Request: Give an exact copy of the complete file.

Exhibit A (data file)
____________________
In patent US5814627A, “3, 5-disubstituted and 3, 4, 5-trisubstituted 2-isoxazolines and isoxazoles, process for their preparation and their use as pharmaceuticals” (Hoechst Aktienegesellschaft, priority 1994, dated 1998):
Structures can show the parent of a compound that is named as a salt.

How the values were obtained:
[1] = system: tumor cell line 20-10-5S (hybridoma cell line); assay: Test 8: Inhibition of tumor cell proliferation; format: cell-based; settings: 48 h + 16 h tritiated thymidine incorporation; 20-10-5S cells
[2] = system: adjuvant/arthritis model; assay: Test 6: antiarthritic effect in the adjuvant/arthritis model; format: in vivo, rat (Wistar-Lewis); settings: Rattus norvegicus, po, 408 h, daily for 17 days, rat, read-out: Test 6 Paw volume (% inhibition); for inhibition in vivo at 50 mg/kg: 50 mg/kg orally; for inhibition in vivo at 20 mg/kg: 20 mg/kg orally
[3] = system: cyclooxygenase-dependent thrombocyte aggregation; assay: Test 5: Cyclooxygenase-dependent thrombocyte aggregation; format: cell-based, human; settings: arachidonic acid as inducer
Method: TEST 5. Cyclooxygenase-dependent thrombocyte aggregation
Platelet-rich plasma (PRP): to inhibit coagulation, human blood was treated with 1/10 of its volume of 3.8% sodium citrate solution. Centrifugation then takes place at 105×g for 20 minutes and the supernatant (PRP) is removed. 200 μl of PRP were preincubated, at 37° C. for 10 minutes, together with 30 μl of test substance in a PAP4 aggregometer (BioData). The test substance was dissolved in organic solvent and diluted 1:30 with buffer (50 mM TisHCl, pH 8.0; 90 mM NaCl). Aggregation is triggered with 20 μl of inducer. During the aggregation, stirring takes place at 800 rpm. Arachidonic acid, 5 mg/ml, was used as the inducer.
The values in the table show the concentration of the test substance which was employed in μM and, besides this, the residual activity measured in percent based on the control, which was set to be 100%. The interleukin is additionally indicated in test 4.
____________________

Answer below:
In patent US5814627A, “3, 5-disubstituted and 3, 4, 5-trisubstituted 2-isoxazolines and isoxazoles, process for their preparation and their use as pharmaceuticals” (Hoechst Aktienegesellschaft, priority 1994, dated 1998):
Structures can show the parent of a compound that is named as a salt.

How the values were obtained:
[1] = system: tumor cell line 20-10-5S (hybridoma cell line); assay: Test 8: Inhibition of tumor cell proliferation; format: cell-based; settings: 48 h + 16 h tritiated thymidine incorporation; 20-10-5S cells
[2] = system: adjuvant/arthritis model; assay: Test 6: antiarthritic effect in the adjuvant/arthritis model; format: in vivo, rat (Wistar-Lewis); settings: Rattus norvegicus, po, 408 h, daily for 17 days, rat, read-out: Test 6 Paw volume (% inhibition); for inhibition in vivo at 50 mg/kg: 50 mg/kg orally; for inhibition in vivo at 20 mg/kg: 20 mg/kg orally
[3] = system: cyclooxygenase-dependent thrombocyte aggregation; assay: Test 5: Cyclooxygenase-dependent thrombocyte aggregation; format: cell-based, human; settings: arachidonic acid as inducer
Method: TEST 5. Cyclooxygenase-dependent thrombocyte aggregation
Platelet-rich plasma (PRP): to inhibit coagulation, human blood was treated with 1/10 of its volume of 3.8% sodium citrate solution. Centrifugation then takes place at 105×g for 20 minutes and the supernatant (PRP) is removed. 200 μl of PRP were preincubated, at 37° C. for 10 minutes, together with 30 μl of test substance in a PAP4 aggregometer (BioData). The test substance was dissolved in organic solvent and diluted 1:30 with buffer (50 mM TisHCl, pH 8.0; 90 mM NaCl). Aggregation is triggered with 20 μl of inducer. During the aggregation, stirring takes place at 800 rpm. Arachidonic acid, 5 mg/ml, was used as the inducer.
The values in the table show the concentration of the test substance which was employed in μM and, besides this, the residual activity measured in percent based on the control, which was set to be 100%. The interleukin is additionally indicated in test 4.